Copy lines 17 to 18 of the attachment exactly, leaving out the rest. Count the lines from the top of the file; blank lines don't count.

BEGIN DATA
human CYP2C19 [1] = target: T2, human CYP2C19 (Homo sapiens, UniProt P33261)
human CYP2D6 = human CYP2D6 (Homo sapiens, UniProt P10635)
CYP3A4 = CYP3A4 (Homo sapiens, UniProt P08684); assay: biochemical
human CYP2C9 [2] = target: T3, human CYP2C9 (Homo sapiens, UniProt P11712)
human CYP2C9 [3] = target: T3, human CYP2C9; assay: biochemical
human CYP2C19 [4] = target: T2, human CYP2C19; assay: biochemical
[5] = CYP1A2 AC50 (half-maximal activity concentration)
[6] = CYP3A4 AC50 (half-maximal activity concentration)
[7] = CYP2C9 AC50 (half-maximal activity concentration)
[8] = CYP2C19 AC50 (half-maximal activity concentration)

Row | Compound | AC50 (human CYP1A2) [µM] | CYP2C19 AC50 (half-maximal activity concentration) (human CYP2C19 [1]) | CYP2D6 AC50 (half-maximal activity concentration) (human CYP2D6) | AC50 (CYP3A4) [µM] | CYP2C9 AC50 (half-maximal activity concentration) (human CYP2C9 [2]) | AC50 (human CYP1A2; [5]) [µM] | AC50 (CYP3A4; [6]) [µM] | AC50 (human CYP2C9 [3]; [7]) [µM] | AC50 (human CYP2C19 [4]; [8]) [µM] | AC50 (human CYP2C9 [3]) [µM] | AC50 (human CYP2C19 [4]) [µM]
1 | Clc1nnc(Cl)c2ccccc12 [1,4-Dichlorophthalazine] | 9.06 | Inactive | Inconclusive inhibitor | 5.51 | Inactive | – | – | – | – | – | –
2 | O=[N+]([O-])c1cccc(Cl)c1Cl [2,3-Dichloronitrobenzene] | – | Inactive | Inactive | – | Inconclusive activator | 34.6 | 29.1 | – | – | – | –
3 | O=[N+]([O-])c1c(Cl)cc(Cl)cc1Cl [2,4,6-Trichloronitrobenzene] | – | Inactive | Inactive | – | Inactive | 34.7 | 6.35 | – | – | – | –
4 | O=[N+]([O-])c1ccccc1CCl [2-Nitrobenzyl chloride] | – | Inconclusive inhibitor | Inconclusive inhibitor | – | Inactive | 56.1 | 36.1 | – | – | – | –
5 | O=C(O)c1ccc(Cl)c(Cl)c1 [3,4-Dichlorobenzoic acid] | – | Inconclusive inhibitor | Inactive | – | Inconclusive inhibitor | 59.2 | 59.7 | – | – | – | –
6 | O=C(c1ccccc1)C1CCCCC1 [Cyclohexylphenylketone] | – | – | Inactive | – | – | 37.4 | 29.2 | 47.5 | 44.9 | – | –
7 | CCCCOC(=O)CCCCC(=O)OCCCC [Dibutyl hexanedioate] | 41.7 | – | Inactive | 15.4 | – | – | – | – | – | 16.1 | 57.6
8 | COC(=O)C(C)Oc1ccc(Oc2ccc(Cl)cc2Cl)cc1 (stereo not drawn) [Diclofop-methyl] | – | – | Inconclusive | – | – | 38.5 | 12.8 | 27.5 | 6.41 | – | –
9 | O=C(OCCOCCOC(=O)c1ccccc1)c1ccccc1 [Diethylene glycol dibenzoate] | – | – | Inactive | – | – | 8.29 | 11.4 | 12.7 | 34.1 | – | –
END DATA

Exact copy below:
6 | O=C(c1ccccc1)C1CCCCC1 [Cyclohexylphenylketone] | – | – | Inactive | – | – | 37.4 | 29.2 | 47.5 | 44.9 | – | –
7 | CCCCOC(=O)CCCCC(=O)OCCCC [Dibutyl hexanedioate] | 41.7 | – | Inactive | 15.4 | – | – | – | – | – | 16.1 | 57.6